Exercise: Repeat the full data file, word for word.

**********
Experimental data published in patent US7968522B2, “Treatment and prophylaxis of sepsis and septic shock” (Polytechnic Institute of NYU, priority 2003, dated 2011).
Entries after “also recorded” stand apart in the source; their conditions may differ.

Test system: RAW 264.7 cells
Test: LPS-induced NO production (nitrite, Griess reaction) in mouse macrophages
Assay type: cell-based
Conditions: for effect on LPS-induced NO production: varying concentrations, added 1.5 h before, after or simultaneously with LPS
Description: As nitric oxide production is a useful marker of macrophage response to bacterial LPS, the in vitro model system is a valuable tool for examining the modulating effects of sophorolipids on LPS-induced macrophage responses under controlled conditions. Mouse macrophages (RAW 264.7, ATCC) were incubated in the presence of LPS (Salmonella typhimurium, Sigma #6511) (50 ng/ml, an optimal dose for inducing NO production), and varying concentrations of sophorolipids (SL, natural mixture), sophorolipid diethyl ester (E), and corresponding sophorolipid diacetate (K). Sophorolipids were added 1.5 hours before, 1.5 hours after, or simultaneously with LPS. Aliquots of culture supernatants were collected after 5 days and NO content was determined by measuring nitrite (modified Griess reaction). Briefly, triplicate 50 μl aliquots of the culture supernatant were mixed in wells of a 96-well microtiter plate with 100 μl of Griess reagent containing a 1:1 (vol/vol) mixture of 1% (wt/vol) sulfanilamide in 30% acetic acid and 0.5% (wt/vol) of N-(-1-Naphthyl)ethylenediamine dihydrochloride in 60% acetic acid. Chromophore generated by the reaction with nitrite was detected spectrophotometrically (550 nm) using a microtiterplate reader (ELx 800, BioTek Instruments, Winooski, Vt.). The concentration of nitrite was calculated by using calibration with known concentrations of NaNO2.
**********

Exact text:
Experimental data published in patent US7968522B2, “Treatment and prophylaxis of sepsis and septic shock” (Polytechnic Institute of NYU, priority 2003, dated 2011).
Entries after “also recorded” stand apart in the source; their conditions may differ.

Test system: RAW 264.7 cells
Test: LPS-induced NO production (nitrite, Griess reaction) in mouse macrophages
Assay type: cell-based
Conditions: for effect on LPS-induced NO production: varying concentrations, added 1.5 h before, after or simultaneously with LPS
Description: As nitric oxide production is a useful marker of macrophage response to bacterial LPS, the in vitro model system is a valuable tool for examining the modulating effects of sophorolipids on LPS-induced macrophage responses under controlled conditions. Mouse macrophages (RAW 264.7, ATCC) were incubated in the presence of LPS (Salmonella typhimurium, Sigma #6511) (50 ng/ml, an optimal dose for inducing NO production), and varying concentrations of sophorolipids (SL, natural mixture), sophorolipid diethyl ester (E), and corresponding sophorolipid diacetate (K). Sophorolipids were added 1.5 hours before, 1.5 hours after, or simultaneously with LPS. Aliquots of culture supernatants were collected after 5 days and NO content was determined by measuring nitrite (modified Griess reaction). Briefly, triplicate 50 μl aliquots of the culture supernatant were mixed in wells of a 96-well microtiter plate with 100 μl of Griess reagent containing a 1:1 (vol/vol) mixture of 1% (wt/vol) sulfanilamide in 30% acetic acid and 0.5% (wt/vol) of N-(-1-Naphthyl)ethylenediamine dihydrochloride in 60% acetic acid. Chromophore generated by the reaction with nitrite was detected spectrophotometrically (550 nm) using a microtiterplate reader (ELx 800, BioTek Instruments, Winooski, Vt.). The concentration of nitrite was calculated by using calibration with known concentrations of NaNO2.